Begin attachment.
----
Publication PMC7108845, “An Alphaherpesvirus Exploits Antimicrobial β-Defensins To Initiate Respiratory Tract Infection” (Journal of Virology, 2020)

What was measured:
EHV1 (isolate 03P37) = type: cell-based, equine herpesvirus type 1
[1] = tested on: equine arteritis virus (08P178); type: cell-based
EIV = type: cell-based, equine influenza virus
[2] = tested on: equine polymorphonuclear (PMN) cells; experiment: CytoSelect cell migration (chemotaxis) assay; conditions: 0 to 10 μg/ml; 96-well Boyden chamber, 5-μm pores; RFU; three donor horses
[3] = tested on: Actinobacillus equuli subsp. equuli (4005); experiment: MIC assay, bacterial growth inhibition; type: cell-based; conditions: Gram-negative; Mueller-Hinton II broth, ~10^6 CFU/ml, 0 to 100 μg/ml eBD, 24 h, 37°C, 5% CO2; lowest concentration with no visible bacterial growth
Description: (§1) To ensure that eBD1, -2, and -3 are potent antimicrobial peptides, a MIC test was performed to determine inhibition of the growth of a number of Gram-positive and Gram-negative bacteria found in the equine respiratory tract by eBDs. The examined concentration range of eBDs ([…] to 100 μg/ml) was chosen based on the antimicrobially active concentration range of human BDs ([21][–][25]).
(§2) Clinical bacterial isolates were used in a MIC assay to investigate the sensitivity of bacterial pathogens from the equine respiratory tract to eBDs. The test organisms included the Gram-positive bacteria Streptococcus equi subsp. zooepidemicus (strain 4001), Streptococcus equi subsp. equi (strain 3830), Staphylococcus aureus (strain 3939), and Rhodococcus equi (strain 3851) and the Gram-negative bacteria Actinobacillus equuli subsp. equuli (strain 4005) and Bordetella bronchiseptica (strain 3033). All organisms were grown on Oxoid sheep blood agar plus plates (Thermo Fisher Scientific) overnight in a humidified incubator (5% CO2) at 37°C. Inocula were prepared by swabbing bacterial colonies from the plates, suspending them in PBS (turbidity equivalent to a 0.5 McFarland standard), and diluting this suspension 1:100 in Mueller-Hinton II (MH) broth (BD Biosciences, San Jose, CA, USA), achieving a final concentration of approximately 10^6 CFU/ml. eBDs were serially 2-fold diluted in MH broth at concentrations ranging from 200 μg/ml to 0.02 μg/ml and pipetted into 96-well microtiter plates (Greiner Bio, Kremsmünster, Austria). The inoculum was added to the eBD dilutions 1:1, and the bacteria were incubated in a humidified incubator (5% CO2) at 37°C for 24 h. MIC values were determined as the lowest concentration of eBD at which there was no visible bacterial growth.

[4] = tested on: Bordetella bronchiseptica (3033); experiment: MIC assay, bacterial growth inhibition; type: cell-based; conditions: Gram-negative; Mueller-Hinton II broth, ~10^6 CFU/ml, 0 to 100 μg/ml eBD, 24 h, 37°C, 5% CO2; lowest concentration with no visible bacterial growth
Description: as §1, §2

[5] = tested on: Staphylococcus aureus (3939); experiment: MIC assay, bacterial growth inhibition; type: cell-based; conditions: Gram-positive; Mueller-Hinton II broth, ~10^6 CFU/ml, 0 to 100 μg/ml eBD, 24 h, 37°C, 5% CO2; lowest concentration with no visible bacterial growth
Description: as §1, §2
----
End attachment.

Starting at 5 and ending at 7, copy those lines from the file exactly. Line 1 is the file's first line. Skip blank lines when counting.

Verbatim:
EIV = type: cell-based, equine influenza virus
[2] = tested on: equine polymorphonuclear (PMN) cells; experiment: CytoSelect cell migration (chemotaxis) assay; conditions: 0 to 10 μg/ml; 96-well Boyden chamber, 5-μm pores; RFU; three donor horses
[3] = tested on: Actinobacillus equuli subsp. equuli (4005); experiment: MIC assay, bacterial growth inhibition; type: cell-based; conditions: Gram-negative; Mueller-Hinton II broth, ~10^6 CFU/ml, 0 to 100 μg/ml eBD, 24 h, 37°C, 5% CO2; lowest concentration with no visible bacterial growth